|Date of birth||20 October 1940|
|Place of birth||Tranent, East Lothian, Scotland|
|1961–1963||Queen of the South||61||(33)|
|1967||→ Vancouver Royals (loan)||12||(2)|
|1975–1976||Brighton & Hove Albion||17||(8)|
|1976||→ San Antonio Thunder (loan)||19||(5)|
|1976–1978||St Patrick's Athletic||14||(5)|
|1964||Scottish League XI||2||(1)|
|1981–1982||Walsall (joint with Alan Buckley)|
|* Senior club appearances and goals counted for the domestic league only.
† Appearances (Goals).
Neil Martin (born 20 October 1940) is a Scottish former football player, who scored 100 league goals in both Scotland and England and won three full international caps for Scotland in the 1960s and 1970s. Known for his strength, power, bravery and commitment, Martin scored consistently in a journeyman career. He played for Alloa Athletic, Queen of the South, Hibernian, Sunderland, Coventry City, Nottingham Forest, Brighton & Hove Albion and Crystal Palace.
Neil Martin began his senior football career at Alloa Athletic in Central Scotland. In 1960–61 Neil Martin scored 25 league and cup goals. This helped take Alloa as far as they have ever been on a Scottish Cup run (to the quarter finals). At that stage they were knocked out by a Dunfermline Athletic side at the beginning of their golden decade; Jock Stein would manage the Pars to victory in that season's Scottish Cup and to the next season's last eight of the European Cup Winners Cup.
Martin's feats attracted suitors and at the end of the season he was on his way South.
Queen of the South
In 1961 Neil Martin followed in the footsteps of Irish international Laurie Cumming by joining Dumfries side Queen of the South after leaving Alloa. For Martin there was a £2,000 transfer fee. George Farm had been at Blackpool since 1948 and was goalkeeper through the tangerines' 1950s golden era (this included winning the 1953 'Matthews' FA Cup Final alongside Stanley Matthews and Stan Mortensen). In his second season at Queens he was now player manager (Farm went on to make over 100 league appearances for Queen of the South, as player-manager for three of his four years there). Also at the club was Jim Patterson (251 strikes for the club make Jim Patterson the all time goals king of Queens). And arriving shortly before Martin was Ernie Hannigan (with Martin as his chief accomplice Hannigan would later say, "Going to Queen of the South turned out to be a great move").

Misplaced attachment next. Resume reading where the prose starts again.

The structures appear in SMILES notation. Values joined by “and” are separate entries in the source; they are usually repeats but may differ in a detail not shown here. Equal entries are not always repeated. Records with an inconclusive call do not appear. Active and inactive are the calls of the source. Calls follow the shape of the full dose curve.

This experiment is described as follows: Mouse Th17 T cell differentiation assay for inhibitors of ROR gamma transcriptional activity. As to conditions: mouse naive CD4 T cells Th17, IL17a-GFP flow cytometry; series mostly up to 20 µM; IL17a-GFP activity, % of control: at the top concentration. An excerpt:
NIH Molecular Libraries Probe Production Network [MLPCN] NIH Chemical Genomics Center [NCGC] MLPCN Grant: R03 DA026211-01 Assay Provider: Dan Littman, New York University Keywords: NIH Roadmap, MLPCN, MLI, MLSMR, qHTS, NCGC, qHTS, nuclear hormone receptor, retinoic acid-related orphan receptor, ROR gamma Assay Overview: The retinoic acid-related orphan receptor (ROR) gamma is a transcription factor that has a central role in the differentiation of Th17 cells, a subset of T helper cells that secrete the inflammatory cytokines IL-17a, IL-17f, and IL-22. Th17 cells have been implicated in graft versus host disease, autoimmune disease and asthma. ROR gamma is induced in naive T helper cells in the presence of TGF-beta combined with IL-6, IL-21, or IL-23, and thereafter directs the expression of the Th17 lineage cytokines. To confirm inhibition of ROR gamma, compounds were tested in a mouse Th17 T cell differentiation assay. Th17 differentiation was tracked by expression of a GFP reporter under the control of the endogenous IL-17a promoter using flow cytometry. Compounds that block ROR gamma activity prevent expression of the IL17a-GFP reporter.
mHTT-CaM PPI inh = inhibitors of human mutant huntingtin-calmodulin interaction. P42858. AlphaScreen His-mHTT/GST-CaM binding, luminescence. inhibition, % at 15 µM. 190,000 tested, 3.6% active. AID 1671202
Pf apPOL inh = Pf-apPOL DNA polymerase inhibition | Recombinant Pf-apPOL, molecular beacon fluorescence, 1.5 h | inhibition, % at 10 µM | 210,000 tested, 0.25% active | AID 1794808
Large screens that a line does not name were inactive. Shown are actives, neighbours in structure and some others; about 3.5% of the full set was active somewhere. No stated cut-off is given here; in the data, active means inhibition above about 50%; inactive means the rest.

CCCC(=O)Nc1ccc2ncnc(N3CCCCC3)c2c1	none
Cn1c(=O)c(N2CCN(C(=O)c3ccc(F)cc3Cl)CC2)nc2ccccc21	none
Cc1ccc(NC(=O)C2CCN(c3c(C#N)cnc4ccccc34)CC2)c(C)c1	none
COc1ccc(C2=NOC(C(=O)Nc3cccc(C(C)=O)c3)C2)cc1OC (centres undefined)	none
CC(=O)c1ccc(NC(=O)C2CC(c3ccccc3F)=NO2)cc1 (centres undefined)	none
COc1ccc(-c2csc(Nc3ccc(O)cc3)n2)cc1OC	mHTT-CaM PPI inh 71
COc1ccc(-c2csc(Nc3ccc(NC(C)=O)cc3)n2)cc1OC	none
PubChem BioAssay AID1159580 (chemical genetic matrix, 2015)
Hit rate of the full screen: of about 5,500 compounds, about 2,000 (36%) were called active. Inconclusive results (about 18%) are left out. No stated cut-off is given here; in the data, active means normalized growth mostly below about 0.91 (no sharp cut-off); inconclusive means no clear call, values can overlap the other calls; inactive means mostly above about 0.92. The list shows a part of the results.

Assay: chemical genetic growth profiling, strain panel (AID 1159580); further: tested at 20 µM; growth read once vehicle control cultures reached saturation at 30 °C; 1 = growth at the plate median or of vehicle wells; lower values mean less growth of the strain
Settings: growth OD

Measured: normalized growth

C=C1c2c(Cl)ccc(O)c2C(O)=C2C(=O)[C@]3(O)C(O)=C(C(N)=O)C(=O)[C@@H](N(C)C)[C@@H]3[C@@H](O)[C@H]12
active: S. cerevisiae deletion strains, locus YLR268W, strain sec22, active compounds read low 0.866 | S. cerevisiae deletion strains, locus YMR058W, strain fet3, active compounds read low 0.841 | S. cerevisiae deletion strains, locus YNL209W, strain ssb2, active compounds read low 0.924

Fast and tricky right winger Hannigan would form an outstanding partnership with Martin. In 1961/62 Queens were promoted back to the top division as division 2 runners up. Martin was on the score sheet 30 times in league and cup. In Martin's second season at Palmerston Park Queens retained their top flight status.
In 1963 Hibs battling to come out of a slump paid £7,500 for Neil Martin to play for the team he supported as a boy. Martin's goals helped add impetus to the club. Jock Stein became manager in 1964 and the up turn was instantaneous. Martin scored 29 league and cup goals. Hibs finished fourth in the 1964–65 league season (curiously ahead of both halves of the Old Firm) and knocked out Rangers on the way to the Scottish Cup semi finals (again Dunfermline would prove Martin's nemesis in this competition). Hibs played Real Madrid in a challenge match at Easter Road and handed their guests a 2–0 defeat.
Mercilessly against ex club Alloa he scored four goals in an 11–2 League Cup thrashing. He also hit four in a first division game against his other former side, Queen of the South. Martin was at Hibs in their Fairs Cup first round exit to Valencia. Hibs won 2–0 at home, but a defeat by the same margin in Spain meant a play-off, which Hibs lost 3–0.
£45,000 was the latest transfer fee for the seemingly fearless forward to a club with Jim Baxter on the playing staff. Sunderland kept away from relegation during Neil Martin's time at the club. His effectiveness was reduced by the club being unable to pair him with the right kind of strike partner. Nick Sharkey was maybe his best at Roker Park but departed early in season 1966–67. Sharkey was replaced was by the willing but unprolific John O'Hare. Martin was never paired there with a nippy poacher able to feed off a brawny centre forward. So Martin remained primary goalscorer.
In 1967 Martin was involved in a game that now has some infamy as being a game with alleged referee bribing by Leeds manager Don Revie. After two draws (with Martin scoring in the first game) a second replay went ahead at Boothferry Park in Hull. With scores level yet again and the clocking ticking down the Leeds bench are alleged to have given orders for their next player near the Sunderland penalty area to take a dive. That man was Jimmy Greenhoff who elaborately went over hitting the deck close to the edge of the box. Whistle, penalty, goal – game over.
After three seasons in the top tier Martin moved again in 1968.